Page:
Critics Celebrate Marcel Pagnol’s Newly Restored Marseille Trilogy

A new 4K restoration of French playwright, filmmaker, and novelist Marcel Pagnol’s Marseille Trilogy is now playing at New York’s Film Forum. Comprised of Alexander Korda’s Marius (1931), Marc Allégret’s Fanny (1932), and Pagnol’s César (1936), this legendary series, produced by the writer himself, spans years in the love story of a cockle monger and a barkeep, whose wanderlust disrupts the pair’s budding relationship. Marked by a bewitching mix of comedy and melodrama, and boasting some of the era’s most beautiful location shooting, these definitive screen incarnations of Pagnol’s much-adapted plays are among the most tender depictions of romantic longing and provincial life in French cinema. Here’s what critics have been saying about the trilogy:

  • In the Village Voice, Farran Smith Nehme praises the way Pagnol “gives the illusion of naturalism through the vivid energy and affection of his characters,” and quotes Bazin as saying: “If Pagnol is not the greatest auteur of the sound film . . . he is in any case something akin to its genius.”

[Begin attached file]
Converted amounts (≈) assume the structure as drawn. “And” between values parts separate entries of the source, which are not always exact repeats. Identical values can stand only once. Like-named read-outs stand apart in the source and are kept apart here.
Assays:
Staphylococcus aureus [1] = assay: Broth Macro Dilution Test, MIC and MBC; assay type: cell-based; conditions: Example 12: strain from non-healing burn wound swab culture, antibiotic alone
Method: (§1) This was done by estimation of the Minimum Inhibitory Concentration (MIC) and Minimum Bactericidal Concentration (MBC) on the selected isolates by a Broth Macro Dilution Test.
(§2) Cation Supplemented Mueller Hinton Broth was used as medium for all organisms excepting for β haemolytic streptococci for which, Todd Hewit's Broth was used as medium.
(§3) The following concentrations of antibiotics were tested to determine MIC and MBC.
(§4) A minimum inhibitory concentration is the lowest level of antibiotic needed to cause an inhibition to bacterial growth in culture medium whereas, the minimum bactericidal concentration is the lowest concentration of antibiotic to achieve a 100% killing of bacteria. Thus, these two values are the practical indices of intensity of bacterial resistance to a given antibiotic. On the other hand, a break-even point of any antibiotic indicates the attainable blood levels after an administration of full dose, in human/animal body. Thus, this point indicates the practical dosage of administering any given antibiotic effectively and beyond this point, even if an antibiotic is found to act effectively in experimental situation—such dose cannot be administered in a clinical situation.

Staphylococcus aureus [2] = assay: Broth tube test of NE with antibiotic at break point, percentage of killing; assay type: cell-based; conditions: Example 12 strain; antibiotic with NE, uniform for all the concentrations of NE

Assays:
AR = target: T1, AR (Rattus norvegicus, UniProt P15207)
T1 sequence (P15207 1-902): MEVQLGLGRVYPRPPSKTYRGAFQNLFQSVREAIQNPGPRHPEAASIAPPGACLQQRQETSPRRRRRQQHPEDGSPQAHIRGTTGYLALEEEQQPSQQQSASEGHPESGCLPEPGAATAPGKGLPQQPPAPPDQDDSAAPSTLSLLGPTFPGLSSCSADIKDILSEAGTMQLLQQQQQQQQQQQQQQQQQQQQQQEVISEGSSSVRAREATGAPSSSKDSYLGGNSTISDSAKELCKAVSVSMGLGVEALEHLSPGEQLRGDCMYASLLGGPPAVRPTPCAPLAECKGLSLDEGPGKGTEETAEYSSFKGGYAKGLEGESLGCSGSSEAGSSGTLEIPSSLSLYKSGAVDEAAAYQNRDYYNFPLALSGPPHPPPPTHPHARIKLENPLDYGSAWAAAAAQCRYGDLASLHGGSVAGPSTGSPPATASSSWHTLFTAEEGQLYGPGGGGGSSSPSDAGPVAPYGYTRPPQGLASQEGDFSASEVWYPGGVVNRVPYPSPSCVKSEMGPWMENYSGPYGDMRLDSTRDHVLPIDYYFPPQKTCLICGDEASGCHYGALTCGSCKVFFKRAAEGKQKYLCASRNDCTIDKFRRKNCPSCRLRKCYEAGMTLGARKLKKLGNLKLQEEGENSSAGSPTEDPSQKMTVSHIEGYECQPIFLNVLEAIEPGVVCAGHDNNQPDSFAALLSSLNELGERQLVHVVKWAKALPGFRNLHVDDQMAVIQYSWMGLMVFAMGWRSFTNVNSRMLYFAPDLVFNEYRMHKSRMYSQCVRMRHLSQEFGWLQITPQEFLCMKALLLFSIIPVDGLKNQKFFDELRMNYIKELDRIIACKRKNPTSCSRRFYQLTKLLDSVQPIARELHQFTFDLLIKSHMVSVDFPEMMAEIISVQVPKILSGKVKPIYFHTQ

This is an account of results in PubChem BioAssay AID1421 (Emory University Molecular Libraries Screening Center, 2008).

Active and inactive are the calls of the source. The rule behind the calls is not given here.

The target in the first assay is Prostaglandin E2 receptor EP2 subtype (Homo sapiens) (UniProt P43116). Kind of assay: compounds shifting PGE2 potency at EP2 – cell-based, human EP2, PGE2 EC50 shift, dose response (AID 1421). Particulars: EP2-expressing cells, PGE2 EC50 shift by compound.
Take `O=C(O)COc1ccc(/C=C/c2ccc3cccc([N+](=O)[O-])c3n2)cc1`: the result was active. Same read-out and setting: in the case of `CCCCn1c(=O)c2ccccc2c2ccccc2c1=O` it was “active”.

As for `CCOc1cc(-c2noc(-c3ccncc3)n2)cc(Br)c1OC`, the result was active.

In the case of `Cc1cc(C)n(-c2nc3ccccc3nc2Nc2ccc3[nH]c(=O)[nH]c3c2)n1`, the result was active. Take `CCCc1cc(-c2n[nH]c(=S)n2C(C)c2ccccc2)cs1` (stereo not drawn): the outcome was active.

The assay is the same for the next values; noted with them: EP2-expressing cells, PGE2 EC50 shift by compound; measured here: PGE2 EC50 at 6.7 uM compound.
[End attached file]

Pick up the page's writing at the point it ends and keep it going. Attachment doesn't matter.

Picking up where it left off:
• Over at Artforum, Nick Pinkerton hails Pagnol as the “grandfather of regionalist filmmaking,” noting that “much of the pleasure of the trilogy comes through [his] attention to the vernacular of his native land.”
  • “As localized as the setting and these people are . . . there is something universal in their thoughts, interactions, and individual tragedies,” writes Jeremy Carr for MUBI Notebook. “Part of why Marius, Fanny, and César are so affecting is because they are so relatable. With no real villain to speak of, and almost seven total hours with which to flesh out the various characters, Pagnol’s narrative foundation encourages the tossing aside of moral judgment with a Renoir-esque acceptance that ‘everyone has their reasons.’ ”
  • For Fandor, Chuck Bowen examines the trilogy’s influence on world cinema: “Various neorealist movements seem unimaginable without Pagnol’s mixture of the artificial and the found, without his interest in turning lower- and middle-class problems into the stuff of operatic tragedy and redemption . . . Pagnol offers a freeing, definitive marriage of cinema and theater, revealing words to be the very manna of our reality.”
  • Update, 1/6/17: “What makes this tragicomic merry-go-round so intoxicating is not its speed or pace (slow and steady),” writes Michael Sragow in Film Comment, “but the beauty of its weather-streaked, hand-carved figures as they chug up and down and come full circle.”

And for a sneak preview of the trilogy and the gorgeous new restoration, take a look at the trailer below:

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